Plot[ edit ] Illustration of a simple house in Flatland. The story describes a two-dimensional world occupied by geometric figures, whereof women are simple line-segments, while men are polygons with various numbers of sides.
This work of mathematical fiction is recommended by Alex for literati. This is the classic example of mathematical fiction in which the author helps us to think about the meaning of "dimension" through fictional example: Many people do have trouble conceiving of higher dimensional geometry, and a reference to Flatland is now commonly used by people who are trying to help others understand this difficult concept.
It does seem to help people to imagine creatures living and thinking in a two-dimensional universe and to imagine how they would perceive the three-dimensional objects that are familiar to us.
So, people certainly use Flatland as a didactic work of mathematical fiction. However, I do not think Edwin Abbott Abbott was using math that way. It was not his goal to make the math more understandable and believable by including it in a story.
Quite the opposite, in fact. I think Abbott thought of math as something that people would already understand and wanted to use that math to discuss certain non-mathematical ideas that were important to him.
Moreover, he hoped that by using mathematics a topic most people agree uponhe would be able to generate some agreement in discussing something more controversial.
In particular, I think that what he really wanted to write about was not mathematics but the relationships between people and the relationship between people and the supernatural. This has changed his view of his reality, changed his view of his relationship with the other creatures of Flatland, and he wants to share that information.
Abbott was a theologian. And although some of his ideas seem to reflect an old fashioned bias to modern readers e. His view of the relationships between people was also rather introspective for Victorian England. Consequently, I believe that the role of mathematics in Flatland was to provide Abbott with a language the language of geometry through which he could discuss non-mathematical ideas with the readers that he otherwise could not quite put into words.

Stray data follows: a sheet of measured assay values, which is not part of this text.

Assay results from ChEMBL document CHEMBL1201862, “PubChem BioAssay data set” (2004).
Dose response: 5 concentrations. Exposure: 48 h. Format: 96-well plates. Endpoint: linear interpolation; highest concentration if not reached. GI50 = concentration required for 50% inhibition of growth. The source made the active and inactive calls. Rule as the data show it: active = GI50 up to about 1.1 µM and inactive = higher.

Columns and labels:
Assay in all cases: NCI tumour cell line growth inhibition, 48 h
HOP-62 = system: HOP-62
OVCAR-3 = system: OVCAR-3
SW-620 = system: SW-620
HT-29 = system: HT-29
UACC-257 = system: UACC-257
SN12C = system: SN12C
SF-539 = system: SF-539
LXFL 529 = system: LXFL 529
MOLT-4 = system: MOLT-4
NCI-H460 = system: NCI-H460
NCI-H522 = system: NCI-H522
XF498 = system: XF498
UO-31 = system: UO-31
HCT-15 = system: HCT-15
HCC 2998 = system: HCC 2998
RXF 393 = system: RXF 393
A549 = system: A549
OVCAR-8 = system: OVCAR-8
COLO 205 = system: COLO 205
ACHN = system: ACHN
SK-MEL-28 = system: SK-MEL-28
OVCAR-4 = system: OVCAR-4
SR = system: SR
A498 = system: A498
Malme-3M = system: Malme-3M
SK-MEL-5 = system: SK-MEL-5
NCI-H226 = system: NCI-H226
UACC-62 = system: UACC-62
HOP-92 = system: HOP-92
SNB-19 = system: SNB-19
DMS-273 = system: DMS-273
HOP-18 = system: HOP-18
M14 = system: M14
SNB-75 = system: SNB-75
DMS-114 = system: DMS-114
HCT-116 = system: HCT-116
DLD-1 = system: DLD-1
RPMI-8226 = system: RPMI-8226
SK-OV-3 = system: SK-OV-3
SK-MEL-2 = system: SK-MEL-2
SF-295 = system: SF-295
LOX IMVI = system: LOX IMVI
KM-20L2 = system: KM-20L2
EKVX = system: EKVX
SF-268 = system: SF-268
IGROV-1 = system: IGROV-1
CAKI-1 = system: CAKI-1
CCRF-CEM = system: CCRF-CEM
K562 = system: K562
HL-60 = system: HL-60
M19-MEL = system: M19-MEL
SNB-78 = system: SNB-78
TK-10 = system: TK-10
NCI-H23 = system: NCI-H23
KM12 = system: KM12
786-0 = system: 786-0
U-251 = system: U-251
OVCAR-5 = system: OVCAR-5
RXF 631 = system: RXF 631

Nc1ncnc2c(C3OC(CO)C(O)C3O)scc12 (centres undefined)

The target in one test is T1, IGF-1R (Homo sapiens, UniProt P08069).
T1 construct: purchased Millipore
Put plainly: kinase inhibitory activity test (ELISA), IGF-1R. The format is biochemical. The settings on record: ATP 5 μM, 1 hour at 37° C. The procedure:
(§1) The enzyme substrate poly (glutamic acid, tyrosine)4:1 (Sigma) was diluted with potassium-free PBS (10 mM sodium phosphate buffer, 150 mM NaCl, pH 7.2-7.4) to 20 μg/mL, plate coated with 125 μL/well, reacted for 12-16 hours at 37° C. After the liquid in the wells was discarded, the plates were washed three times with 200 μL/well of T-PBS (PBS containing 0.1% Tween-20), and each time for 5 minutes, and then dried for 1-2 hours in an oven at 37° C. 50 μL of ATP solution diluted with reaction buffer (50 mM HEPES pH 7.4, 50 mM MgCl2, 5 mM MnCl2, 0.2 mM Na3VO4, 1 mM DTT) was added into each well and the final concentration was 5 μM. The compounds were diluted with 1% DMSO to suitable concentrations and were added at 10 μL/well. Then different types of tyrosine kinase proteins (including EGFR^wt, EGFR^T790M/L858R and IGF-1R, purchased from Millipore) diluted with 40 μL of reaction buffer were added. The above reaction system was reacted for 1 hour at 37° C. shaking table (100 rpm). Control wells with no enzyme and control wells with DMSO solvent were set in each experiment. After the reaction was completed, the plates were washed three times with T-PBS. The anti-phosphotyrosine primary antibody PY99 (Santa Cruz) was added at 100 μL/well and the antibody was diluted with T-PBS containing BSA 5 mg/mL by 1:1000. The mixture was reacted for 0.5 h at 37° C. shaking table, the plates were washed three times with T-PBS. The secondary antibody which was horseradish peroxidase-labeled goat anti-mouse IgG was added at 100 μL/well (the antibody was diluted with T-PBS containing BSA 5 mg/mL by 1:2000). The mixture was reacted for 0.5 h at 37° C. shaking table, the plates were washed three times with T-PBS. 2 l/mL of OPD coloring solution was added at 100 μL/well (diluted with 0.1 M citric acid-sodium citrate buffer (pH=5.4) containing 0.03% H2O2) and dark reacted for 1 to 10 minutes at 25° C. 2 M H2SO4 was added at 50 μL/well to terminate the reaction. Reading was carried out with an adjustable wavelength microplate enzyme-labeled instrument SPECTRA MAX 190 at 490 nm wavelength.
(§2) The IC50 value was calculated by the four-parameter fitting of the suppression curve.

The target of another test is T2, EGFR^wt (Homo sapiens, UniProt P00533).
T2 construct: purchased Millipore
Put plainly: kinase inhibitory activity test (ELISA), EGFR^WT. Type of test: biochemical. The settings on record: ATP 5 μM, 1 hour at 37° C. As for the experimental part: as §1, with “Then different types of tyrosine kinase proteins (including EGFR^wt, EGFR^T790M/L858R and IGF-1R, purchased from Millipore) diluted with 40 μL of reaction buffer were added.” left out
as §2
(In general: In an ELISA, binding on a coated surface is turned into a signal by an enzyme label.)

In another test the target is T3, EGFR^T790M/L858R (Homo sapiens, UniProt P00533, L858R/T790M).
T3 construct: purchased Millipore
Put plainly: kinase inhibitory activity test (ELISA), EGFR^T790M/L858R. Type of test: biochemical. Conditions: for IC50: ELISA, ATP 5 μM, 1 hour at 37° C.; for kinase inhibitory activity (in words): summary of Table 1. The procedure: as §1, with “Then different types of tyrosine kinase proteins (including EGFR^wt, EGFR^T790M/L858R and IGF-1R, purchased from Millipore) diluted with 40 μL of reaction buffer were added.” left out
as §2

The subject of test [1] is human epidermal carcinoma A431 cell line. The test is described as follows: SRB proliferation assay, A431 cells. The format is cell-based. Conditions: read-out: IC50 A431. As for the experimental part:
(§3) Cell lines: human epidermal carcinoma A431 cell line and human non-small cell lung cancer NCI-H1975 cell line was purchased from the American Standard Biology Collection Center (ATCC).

One difference between my professional area of expertise mathematics and my hobby literature is that there is much more agreement in the former than the latter.
This is one reason that people like to use mathematical language to discuss controversial non-mathematical topics. Do you think I'm right or am I completely missing the point? Please let me know your opinion on this question.
The book has been rereleased with annotations by Ian Stewart. Note that this book has inspired many direct sequels. Contributed by Anonymous Brilliant book but some details are lacking within Flatland's societal infrastructure.
Abbott, for example, describes the greeting process of flatlanders as "feeling" but his depictions of Flatland inhabitants are merely geometrical shapes with no appendages arms, legs with which to feel. Left out details such as this are distracting to the reader. Had Abbott addressed these issues, the book would have been more convincing and intriguing.
Contributed by Dave Luer My girlfreind is a geometry teacher in Jersey. We went to high school together and we both remember seeing the movie called "Flatland" and it was based on the book. The problem is, she hasn't been able to find a copy of it anywhere. Her birthday is coming up, and I'd really like to find it.
Any suggestions on where to look? Dave Perhaps you're thinking of the animated version made at Harvard University, featuring the voice of Dudley Moore and directed by Eric Martin?!?
At least, that's the only candidate I can think of. Believe it or not, that version is still for sale from the DER. Unfortunately, it's not cheap. But nobody ever said that romance would be, eh?
Abbott in a college philosophy class, in I fell in love with it. I am also a mathemetician. It inspired what has become to me a delightful investigation of higher dimensions. Contributed by Sonja Dezman Flatland is not comparable to anything else.
I think that every mathematician should read it. What bothered me was the position that women have in this story. They are presented as stupid, unable to learn and think, or make choices of their own.Book Review: Flatland, by Edwin A. Abbott By Andrew Porterfield Finishing Flatland, a novella published by British mathematician and teacher Edwin Abbott a good 20 years before Einstein’s General Theory of Relativity and the growth of quantum mechanics, leaves the reader wondering what Abbott could possibly have known about these later.
Additionally, I found her books to be fine, but not particularly thought-provoking beyond the first Hunger Games book and the view of Hollywood.
Authors with names in bold are worth reading anything by. Flatland by Edwin Abbott Abbott - Chapter 10, Of the Suppression of the Chromatic Condition summary and analysis.
Shadows of Reality: The Fourth Dimension in Relativity, Cubism, and Modern Thought (review) Amy Ione Leonardo, Volume 40, Number 3, June , pp. (Review). A. Square is a two-dimensional being living in a two-dimensional world called Flatland. He then describes the different social classes in Flatland, explaining that women are straight lines and men are figures with many sides.
"The central concept of the story is the doom of entropy. We humans live in a vastly larger and more complex Universe than do the machine-men (who, despite their confinement, have managed to construct a high civilization), but we are equally sentenced to ultimate death by entropy.